INTERIOR, S.D. - After more than two and a half decades, the Lakota Heritage Center remains in jeopardy, a victim of politics.
During a January meeting with Jana Prewitt, and assistant to then-Secretary of the Interior Bruce Babbitt, Oglala Sioux Tribal President John Steele, just two months into his term, sought some answers.
"I told President Steele that if there were any major changes in the planning for the Heritage Center at this late date, it could kill funding for the entire project," Prewitt said. The Interior official played a pivotal role in promoting and shepherding the project through the National Park Service's budgeting process for fiscal year 2002.
With an incoming Bush administration, the enthusiasm and excitement generated by President Clinton's visit to the Pine Ridge reservation was missing. Following that visit, 15 months of political turmoil in tribal government, beginning with the takeover of the tribe's Red Cloud Building, strained relations between the tribe and the Clinton White House.
Speaking on condition of anonymity, one White House source said Clinton had expended a "lot of political capital on the tribe" and felt the tribe had embarrassed him for his troubles.
Earlier, Oglala Sioux Parks & Recreation Authority board chairman Wesley "Chuck" Jacobs wrote this about the delicate position of the tribe: "This past year OSPRA had to shoulder immense responsibility in coordinating the development process for the Lakota Heritage and Education Center in the midst of political chaos on the Pine Ridge Indian Reservation. Our proposed Visitor Center is on the brink of reality. This is not only a tribute to OSPRA and the federal team ... (but) the Oglala people themselves are to be commended for not politicizing the initiative in the midst of political upheaval."
A few months later a newly installed tribal council voted a 60 day freeze on all planning activities between the National Park Service and the tribe's legally ordained representative in negotiations, the parks authority.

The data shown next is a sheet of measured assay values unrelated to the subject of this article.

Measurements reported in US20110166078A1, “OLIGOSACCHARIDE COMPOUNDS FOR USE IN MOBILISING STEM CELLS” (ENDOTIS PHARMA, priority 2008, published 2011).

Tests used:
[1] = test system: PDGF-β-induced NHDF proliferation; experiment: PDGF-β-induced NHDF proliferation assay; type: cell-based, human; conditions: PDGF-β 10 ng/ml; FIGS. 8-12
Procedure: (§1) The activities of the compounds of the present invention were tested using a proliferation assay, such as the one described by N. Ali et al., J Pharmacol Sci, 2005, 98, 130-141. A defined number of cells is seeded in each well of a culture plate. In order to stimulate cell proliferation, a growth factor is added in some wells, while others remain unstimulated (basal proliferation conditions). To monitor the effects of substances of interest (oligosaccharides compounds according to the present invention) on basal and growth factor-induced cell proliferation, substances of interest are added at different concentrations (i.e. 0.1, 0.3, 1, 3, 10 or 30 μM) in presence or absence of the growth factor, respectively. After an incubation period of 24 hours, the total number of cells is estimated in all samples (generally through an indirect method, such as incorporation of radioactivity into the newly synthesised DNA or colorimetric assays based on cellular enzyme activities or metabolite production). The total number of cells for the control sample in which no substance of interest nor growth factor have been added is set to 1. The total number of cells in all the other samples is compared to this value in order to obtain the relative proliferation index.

In addition, President Steele told Park Service project team captain Bill Walker and Badlands National Park Superintendent Bill Supernaugh to direct all future contacts with the tribe through the council's Fifth Member and tribal elder Johnson Holy Rock and his office.
Though designated by tribal ordinance and its charter as the tribe's representative in all planning and negotiations with federal agencies involved with the Heritage Center, after 26 years the authority board - and Executive Director Birgil Kills Straight - were cut out of the loop.
In a mid-March call to Holy Rock's office, the well-respected former tribal chairman indicated he knew little about Steele's directive. "They did tell me they planned to do this, but I haven't heard anything since. If you find out more about this, please, give me a call."
In a December meeting with the newly installed tribal council, Supernaugh said he was informed that all prior arrangements and understandings between the tribe and the Park Service - to include the designation of Stirk Table as the preferred site for the proposed facility - were subject to review. The action by the new tribal government ground hard-won momentum on the project to a halt. The $25 million in the Park Service budget, earmarked for planning and construction of the Heritage Center, went into budgetary limbo.
Supernaugh and Walker said they did as they were told. Citing the new shift and uncertainty in the tribe's direction and the need for timely consideration, Supernaugh said he unilaterally pushed back the beginning construction date - and a request for funding - from 2002 to 2003.
"The tribe needed to officially select a site before we could formally request funding. Development of a new site plan requires coordination and studies by several federal agencies that take at least eight months," Supernaugh said. "We can't even begin to prepare a construction budget without it."
Further complicating the issue, Tribal Land Committee chairman and Wakpamni District Councilman Tom Conroy Jr. began leading an effort to promote a new site for the Heritage Center. He proposed that the facility be placed 25 miles west of the Stirk Table site, on a scenic overlook near the Red Shirt Table Village. The move, if approved, would effectively render worthless $200,000 worth of expenditures by the Park Service in planning for the Stirk site. Also nullified by Conroy's proposal would be a $100,000 Economic Impact Study predicated on placement in or around Stirk Table and paid for by the tribal authority.
In an early March meeting with Supernaugh, the authority and the BIA, Conroy and his Land Committee were informed of even more difficulties.
Moving the site to Red Shirt Table would necessitate between $500,000 and $1 million in new construction costs just to provide three-phase electricity to the site. A management team from the Oglala Sioux Rural Water Supply System informed the Land Committee that providing water for the site was not included in its spring and summer construction budget and could not be done without considerable time, difficulty and cost.
Meanwhile, Supernaugh said any planning for a new site would have to be completed by November - just seven months from now - to be included in the Park Service's 2004 budget application. He added that under the best of conditions such an analysis takes a minimum of eight months.
The most optimistic assessment would push groundbreaking for the center back at least two years - with no guarantees, say those most directly involved.
NEXT: Dual loyalties, divided efforts, and a National Scenic Byway.